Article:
I do hope the next one will be better and that one of these days I shall turn one out that will have that fresh and sudden touch that will click. Most of all perhaps, in my rather sensitive mind, I hope the day will come when I won’t have to ride around on Hammett and James Cain, like an organ-grinder’s monkey. Hammett is all right. I give him everything. There were a lot of things he could not do, but what he did he did superbly. But James Cain – faugh! Everything he touches smells like a billygoat. He is every kind of writer I detest, a faux naif, a Proust in greasy overalls, a dirty little boy with a piece of chalk and a board fence and nobody looking. Such people are the offal of literature, not because they write about dirty things, but because they do it in a dirty way. Nothing hard and clean and cold and ventilated. A brothel with a smell of cheap scent in the front parlor and a bucket of slops at the back door. Do I, for God’s sake, sound like that? Hemingway with his eternal sleeping bag got to be pretty damn tiresome, but at least Hemingway sees it all, not just the flies on the garbage can.

Heigho. I think I’ll write an English detective story, one about Superintendent Jones and the two elderly sisters in the thatched cottage, something with Latin in it and music and period furniture and a gentleman’s gentleman: above all one of those books where everybody goes for nice long walks.

Yours most sincerely,

Raymond Chandler

Oh yeah. He didn’t like Agatha Christie much, either.

All of which reminds me that my favorite speech in the movie of Double Indemnity was a Chandler addition. He adapted the novel to the screen for director Billy Wilder. Now that is one of my favorite movies, although it would not be on a loop in my screening room on the desert island. I didn’t know that Fred MacMurray was a great actor until I saw Double Indemnity. But that is a digression within a digression. (Nested digressions!) Anyhow, the added dialog was in the opening confession: “Yes, I killed him. I killed him for money and for a woman. I didn’t get the money and I didn’t get the woman.”

 

Book Sale: Nica of Los Angeles, Today for One Dollar

In fact, save an extra penny. The cost is actually $0.99.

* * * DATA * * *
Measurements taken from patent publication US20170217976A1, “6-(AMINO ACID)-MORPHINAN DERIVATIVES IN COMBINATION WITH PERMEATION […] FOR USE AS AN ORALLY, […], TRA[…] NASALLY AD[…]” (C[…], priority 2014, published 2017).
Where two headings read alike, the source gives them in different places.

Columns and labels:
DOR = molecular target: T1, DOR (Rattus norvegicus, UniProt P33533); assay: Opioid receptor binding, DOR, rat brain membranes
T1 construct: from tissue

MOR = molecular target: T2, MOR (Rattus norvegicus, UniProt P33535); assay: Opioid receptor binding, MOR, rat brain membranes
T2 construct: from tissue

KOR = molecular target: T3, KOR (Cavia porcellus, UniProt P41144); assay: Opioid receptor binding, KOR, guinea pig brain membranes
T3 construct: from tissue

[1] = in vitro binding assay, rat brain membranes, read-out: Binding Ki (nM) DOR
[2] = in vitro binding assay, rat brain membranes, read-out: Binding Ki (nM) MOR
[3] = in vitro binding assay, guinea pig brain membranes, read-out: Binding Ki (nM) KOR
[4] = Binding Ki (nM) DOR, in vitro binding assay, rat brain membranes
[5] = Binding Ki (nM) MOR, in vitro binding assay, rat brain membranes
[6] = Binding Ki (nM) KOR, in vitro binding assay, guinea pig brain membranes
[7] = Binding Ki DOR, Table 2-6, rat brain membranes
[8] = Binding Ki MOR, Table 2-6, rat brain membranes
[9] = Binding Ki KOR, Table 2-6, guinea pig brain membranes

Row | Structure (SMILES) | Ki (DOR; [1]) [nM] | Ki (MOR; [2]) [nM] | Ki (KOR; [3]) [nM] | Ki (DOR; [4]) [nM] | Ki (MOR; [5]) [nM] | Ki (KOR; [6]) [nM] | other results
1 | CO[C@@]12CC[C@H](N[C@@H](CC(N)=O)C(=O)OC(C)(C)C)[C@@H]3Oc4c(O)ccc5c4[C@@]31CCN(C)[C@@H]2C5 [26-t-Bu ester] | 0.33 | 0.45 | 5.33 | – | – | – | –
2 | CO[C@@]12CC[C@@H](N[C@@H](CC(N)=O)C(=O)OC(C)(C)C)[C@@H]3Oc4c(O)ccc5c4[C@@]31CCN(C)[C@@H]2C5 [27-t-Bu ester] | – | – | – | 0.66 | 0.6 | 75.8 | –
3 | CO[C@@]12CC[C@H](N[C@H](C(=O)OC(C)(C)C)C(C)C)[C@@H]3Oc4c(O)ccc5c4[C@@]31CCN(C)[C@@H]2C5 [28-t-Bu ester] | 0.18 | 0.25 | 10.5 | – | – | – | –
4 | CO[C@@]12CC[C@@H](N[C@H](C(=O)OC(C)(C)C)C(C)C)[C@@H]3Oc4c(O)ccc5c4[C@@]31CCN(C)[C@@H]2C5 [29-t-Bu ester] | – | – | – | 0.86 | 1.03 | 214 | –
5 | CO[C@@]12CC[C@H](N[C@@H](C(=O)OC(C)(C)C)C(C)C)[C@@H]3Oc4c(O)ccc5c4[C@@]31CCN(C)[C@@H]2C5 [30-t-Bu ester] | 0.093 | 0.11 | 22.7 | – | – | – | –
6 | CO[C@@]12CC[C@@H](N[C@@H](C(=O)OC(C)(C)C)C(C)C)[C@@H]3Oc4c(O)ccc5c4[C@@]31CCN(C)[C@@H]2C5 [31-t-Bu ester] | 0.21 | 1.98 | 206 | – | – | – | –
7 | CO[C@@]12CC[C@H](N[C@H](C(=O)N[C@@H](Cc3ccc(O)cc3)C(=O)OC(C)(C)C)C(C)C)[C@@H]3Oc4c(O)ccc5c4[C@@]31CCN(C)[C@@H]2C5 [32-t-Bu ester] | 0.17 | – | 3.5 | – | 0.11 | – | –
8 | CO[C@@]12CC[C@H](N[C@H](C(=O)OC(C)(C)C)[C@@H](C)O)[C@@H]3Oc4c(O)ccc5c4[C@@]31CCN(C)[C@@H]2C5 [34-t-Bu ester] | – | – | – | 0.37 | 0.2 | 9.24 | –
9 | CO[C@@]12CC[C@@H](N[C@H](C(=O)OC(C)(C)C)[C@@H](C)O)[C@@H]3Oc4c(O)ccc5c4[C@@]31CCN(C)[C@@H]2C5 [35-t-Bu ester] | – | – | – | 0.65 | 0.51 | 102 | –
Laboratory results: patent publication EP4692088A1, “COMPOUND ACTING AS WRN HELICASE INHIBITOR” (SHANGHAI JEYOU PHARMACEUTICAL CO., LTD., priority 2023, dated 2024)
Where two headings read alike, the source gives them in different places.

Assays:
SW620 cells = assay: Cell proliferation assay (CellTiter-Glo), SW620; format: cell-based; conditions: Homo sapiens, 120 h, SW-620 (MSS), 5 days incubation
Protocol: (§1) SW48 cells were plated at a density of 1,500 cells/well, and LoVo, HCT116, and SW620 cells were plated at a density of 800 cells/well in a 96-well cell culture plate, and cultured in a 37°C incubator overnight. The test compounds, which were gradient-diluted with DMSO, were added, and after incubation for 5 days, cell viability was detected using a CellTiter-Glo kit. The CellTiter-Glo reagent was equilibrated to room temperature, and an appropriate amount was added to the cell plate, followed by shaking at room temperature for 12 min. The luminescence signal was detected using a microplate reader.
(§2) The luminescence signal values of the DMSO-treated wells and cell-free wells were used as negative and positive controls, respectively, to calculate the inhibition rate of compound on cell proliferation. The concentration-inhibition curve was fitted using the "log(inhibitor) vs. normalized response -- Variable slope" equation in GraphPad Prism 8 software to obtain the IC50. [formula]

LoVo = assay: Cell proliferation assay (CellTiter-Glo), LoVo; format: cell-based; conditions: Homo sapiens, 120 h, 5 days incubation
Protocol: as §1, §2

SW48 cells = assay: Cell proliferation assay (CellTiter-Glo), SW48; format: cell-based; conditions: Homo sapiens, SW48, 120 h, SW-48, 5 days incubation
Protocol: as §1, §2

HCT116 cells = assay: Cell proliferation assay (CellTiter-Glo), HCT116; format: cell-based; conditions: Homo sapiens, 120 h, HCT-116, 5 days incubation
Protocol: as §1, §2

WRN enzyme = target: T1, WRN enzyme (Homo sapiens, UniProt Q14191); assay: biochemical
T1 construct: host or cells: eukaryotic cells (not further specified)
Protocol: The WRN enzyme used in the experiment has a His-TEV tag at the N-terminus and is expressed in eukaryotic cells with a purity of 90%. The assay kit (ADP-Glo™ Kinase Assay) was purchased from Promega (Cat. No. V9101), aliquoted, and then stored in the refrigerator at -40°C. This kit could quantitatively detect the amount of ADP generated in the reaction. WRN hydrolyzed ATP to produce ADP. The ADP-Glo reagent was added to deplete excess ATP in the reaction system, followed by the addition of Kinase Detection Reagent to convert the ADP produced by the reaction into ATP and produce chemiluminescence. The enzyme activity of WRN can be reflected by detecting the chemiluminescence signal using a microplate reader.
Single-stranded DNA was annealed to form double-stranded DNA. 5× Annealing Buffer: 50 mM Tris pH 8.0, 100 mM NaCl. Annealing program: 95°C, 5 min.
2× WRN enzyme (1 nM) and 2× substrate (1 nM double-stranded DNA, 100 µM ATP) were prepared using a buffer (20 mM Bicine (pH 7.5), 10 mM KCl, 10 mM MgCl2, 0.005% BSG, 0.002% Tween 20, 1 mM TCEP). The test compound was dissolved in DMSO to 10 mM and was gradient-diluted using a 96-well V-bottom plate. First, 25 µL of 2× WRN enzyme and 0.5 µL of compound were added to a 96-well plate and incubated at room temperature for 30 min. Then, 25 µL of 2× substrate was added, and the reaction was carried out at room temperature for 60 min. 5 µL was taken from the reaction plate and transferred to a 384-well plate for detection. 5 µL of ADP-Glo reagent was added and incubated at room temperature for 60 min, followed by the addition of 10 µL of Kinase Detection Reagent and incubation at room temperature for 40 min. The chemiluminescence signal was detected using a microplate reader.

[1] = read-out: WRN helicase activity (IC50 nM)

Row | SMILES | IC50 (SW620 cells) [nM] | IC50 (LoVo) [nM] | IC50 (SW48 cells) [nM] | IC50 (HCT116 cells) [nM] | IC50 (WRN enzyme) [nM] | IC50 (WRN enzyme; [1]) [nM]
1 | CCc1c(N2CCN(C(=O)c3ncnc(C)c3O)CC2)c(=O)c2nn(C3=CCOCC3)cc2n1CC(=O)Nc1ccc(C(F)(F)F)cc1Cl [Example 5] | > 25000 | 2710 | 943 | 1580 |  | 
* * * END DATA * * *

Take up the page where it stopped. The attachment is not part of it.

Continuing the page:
(When did the cents symbol leave the keyboard?) (When did I last look for it?)

Today only! Get a copy of my new novel, Nica of Los Angeles, for ninety-nine cents, at all the usual places, including:

Amazon
(ratings avg 4.7 out of 5 stars)

Smashwords

Apple

Kobo

Barnes & Noble

 

nola coverYou’ve never read anything quite like this! When rookie private eye Nica takes on a mysterious case, she enters a world of multiple dimensions called Frames, where buildings and lawn chairs can be sentient, where a stray cat has great powers, where books can be killers, and clouds can be spies. At home, Nica tackles missing persons cases, while in the larger reality of the Frames she is swept into an escalating battle between good and evil.

Adventure Is Always Present Tense

A sister-in-law: “Have you read Wild by Cheryl Strayed? I think of you as I read it, because of your adventurous spirit.”

Me: “No, but I am thrilled that you think I have an adventurous spirit. Wonder if I agree.”

A sister-in-law: “Are you kidding?”

Adventurous? Moi? I wish! I do like to try new things but I generally fall short of earning the honor of that adjective.

I can be a big chicken, but that’s not what prevents me. It’s my tendency to dwell in the past and on the future. I know I’m not the only one with this problem. It afflicts most adults of our species.

Adventure can only be had right now, in the present. Kids are good at living in the present tense. So are critters. It’s a skill I’m trying to re-acquire.

When you first learn to walk, every moment is an adventure:

LByearphoto

A few years later, adventure is as close as your next idea, such as this tandem go-cart constructed of cardboard boxes, plywood, and skateboard wheels:

StartPoint

 

Red and Luna would head out each morning to patrol the yard and explore anything that might be new since yesterday.

redandluna

And of course, when you’re a dog, like Shadow, adventure is always in the air – especially through a car window:

Waiting for the next walk.

Shadow and I go for walks twice a day. I vary the route but we’ve lived here for years. No matter which way we go, we’ve done it before. Many times. Yet, each time we step out the door, Shadow’s enthusiasm is as fresh as ever, and she’s always in a hurry to get going. It’s not that she needs to go – she’s got a backyard, she’s not cooped up inside. She’s eager because you just never know what might happen next.

That’s the attitude I aspire to. Except without the affinity for cat poop.

Nica, the main character of my latest novel, is completely comfortable with adventure. I’ve never written another character that I want so much to be like!